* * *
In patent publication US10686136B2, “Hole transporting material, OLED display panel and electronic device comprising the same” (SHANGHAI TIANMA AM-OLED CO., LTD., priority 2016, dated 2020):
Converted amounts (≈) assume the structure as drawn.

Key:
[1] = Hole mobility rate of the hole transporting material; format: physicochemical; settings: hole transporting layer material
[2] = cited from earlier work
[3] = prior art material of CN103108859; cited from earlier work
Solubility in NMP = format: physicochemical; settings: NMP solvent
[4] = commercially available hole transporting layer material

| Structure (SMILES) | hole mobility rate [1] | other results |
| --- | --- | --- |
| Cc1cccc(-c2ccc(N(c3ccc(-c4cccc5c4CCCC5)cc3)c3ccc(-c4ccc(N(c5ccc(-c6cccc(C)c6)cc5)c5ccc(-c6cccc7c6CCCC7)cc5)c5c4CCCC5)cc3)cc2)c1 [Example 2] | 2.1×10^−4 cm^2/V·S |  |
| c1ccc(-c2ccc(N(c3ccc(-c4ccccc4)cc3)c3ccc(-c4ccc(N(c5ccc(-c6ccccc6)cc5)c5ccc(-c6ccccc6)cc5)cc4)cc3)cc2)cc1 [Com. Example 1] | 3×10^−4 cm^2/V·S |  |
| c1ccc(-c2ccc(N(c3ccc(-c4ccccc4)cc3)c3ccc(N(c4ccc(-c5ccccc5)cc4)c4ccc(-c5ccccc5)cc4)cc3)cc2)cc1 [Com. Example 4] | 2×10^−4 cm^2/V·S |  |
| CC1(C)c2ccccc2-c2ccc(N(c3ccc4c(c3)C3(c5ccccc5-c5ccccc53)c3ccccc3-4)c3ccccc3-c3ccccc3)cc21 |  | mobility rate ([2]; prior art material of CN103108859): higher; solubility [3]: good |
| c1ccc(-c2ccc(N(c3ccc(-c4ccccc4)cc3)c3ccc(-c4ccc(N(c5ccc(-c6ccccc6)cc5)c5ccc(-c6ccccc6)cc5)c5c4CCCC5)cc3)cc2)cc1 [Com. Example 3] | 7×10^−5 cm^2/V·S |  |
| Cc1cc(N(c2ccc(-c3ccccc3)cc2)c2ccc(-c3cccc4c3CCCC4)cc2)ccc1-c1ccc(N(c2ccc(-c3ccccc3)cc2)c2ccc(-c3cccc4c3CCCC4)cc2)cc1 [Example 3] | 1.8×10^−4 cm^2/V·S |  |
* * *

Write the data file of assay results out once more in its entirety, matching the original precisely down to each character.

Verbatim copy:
In patent publication US10686136B2, “Hole transporting material, OLED display panel and electronic device comprising the same” (SHANGHAI TIANMA AM-OLED CO., LTD., priority 2016, dated 2020):
Converted amounts (≈) assume the structure as drawn.

Key:
[1] = Hole mobility rate of the hole transporting material; format: physicochemical; settings: hole transporting layer material
[2] = cited from earlier work
[3] = prior art material of CN103108859; cited from earlier work
Solubility in NMP = format: physicochemical; settings: NMP solvent
[4] = commercially available hole transporting layer material

| Structure (SMILES) | hole mobility rate [1] | other results |
| --- | --- | --- |
| Cc1cccc(-c2ccc(N(c3ccc(-c4cccc5c4CCCC5)cc3)c3ccc(-c4ccc(N(c5ccc(-c6cccc(C)c6)cc5)c5ccc(-c6cccc7c6CCCC7)cc5)c5c4CCCC5)cc3)cc2)c1 [Example 2] | 2.1×10^−4 cm^2/V·S |  |
| c1ccc(-c2ccc(N(c3ccc(-c4ccccc4)cc3)c3ccc(-c4ccc(N(c5ccc(-c6ccccc6)cc5)c5ccc(-c6ccccc6)cc5)cc4)cc3)cc2)cc1 [Com. Example 1] | 3×10^−4 cm^2/V·S |  |
| c1ccc(-c2ccc(N(c3ccc(-c4ccccc4)cc3)c3ccc(N(c4ccc(-c5ccccc5)cc4)c4ccc(-c5ccccc5)cc4)cc3)cc2)cc1 [Com. Example 4] | 2×10^−4 cm^2/V·S |  |
| CC1(C)c2ccccc2-c2ccc(N(c3ccc4c(c3)C3(c5ccccc5-c5ccccc53)c3ccccc3-4)c3ccccc3-c3ccccc3)cc21 |  | mobility rate ([2]; prior art material of CN103108859): higher; solubility [3]: good |
| c1ccc(-c2ccc(N(c3ccc(-c4ccccc4)cc3)c3ccc(-c4ccc(N(c5ccc(-c6ccccc6)cc5)c5ccc(-c6ccccc6)cc5)c5c4CCCC5)cc3)cc2)cc1 [Com. Example 3] | 7×10^−5 cm^2/V·S |  |
| Cc1cc(N(c2ccc(-c3ccccc3)cc2)c2ccc(-c3cccc4c3CCCC4)cc2)ccc1-c1ccc(N(c2ccc(-c3ccccc3)cc2)c2ccc(-c3cccc4c3CCCC4)cc2)cc1 [Example 3] | 1.8×10^−4 cm^2/V·S |  |